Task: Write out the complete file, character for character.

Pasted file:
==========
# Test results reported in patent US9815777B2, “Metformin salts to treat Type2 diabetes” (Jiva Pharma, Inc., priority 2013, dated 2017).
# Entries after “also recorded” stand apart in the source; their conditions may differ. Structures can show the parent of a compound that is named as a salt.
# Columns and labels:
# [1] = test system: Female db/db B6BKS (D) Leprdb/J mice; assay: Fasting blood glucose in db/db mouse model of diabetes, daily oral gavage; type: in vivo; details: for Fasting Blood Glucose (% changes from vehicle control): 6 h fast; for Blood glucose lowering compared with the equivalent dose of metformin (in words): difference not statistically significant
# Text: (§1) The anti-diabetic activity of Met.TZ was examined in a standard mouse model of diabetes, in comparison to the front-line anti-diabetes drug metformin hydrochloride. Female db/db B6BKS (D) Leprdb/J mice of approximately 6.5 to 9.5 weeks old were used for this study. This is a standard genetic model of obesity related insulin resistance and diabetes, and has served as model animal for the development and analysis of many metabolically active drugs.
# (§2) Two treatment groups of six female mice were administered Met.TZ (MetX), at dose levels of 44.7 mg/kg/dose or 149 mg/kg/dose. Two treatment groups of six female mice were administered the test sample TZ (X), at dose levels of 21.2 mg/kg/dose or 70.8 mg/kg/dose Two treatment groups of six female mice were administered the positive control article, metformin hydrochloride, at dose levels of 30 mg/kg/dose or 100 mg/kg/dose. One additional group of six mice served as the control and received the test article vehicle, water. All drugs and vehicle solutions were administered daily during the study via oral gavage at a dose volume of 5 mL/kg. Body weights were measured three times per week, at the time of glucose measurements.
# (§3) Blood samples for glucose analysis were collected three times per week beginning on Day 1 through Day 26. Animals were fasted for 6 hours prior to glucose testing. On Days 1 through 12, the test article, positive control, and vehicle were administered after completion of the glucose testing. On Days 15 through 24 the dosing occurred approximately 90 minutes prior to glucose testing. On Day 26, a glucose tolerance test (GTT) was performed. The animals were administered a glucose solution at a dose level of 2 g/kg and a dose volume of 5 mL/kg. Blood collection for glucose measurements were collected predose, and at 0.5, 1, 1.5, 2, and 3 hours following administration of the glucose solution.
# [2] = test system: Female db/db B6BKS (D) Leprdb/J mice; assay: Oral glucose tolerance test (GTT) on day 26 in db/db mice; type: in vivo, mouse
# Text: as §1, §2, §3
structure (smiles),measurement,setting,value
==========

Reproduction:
# Test results reported in patent US9815777B2, “Metformin salts to treat Type2 diabetes” (Jiva Pharma, Inc., priority 2013, dated 2017).
# Entries after “also recorded” stand apart in the source; their conditions may differ. Structures can show the parent of a compound that is named as a salt.
# Columns and labels:
# [1] = test system: Female db/db B6BKS (D) Leprdb/J mice; assay: Fasting blood glucose in db/db mouse model of diabetes, daily oral gavage; type: in vivo; details: for Fasting Blood Glucose (% changes from vehicle control): 6 h fast; for Blood glucose lowering compared with the equivalent dose of metformin (in words): difference not statistically significant
# Text: (§1) The anti-diabetic activity of Met.TZ was examined in a standard mouse model of diabetes, in comparison to the front-line anti-diabetes drug metformin hydrochloride. Female db/db B6BKS (D) Leprdb/J mice of approximately 6.5 to 9.5 weeks old were used for this study. This is a standard genetic model of obesity related insulin resistance and diabetes, and has served as model animal for the development and analysis of many metabolically active drugs.
# (§2) Two treatment groups of six female mice were administered Met.TZ (MetX), at dose levels of 44.7 mg/kg/dose or 149 mg/kg/dose. Two treatment groups of six female mice were administered the test sample TZ (X), at dose levels of 21.2 mg/kg/dose or 70.8 mg/kg/dose Two treatment groups of six female mice were administered the positive control article, metformin hydrochloride, at dose levels of 30 mg/kg/dose or 100 mg/kg/dose. One additional group of six mice served as the control and received the test article vehicle, water. All drugs and vehicle solutions were administered daily during the study via oral gavage at a dose volume of 5 mL/kg. Body weights were measured three times per week, at the time of glucose measurements.
# (§3) Blood samples for glucose analysis were collected three times per week beginning on Day 1 through Day 26. Animals were fasted for 6 hours prior to glucose testing. On Days 1 through 12, the test article, positive control, and vehicle were administered after completion of the glucose testing. On Days 15 through 24 the dosing occurred approximately 90 minutes prior to glucose testing. On Day 26, a glucose tolerance test (GTT) was performed. The animals were administered a glucose solution at a dose level of 2 g/kg and a dose volume of 5 mL/kg. Blood collection for glucose measurements were collected predose, and at 0.5, 1, 1.5, 2, and 3 hours following administration of the glucose solution.
# [2] = test system: Female db/db B6BKS (D) Leprdb/J mice; assay: Oral glucose tolerance test (GTT) on day 26 in db/db mice; type: in vivo, mouse
# Text: as §1, §2, §3
structure (smiles),measurement,setting,value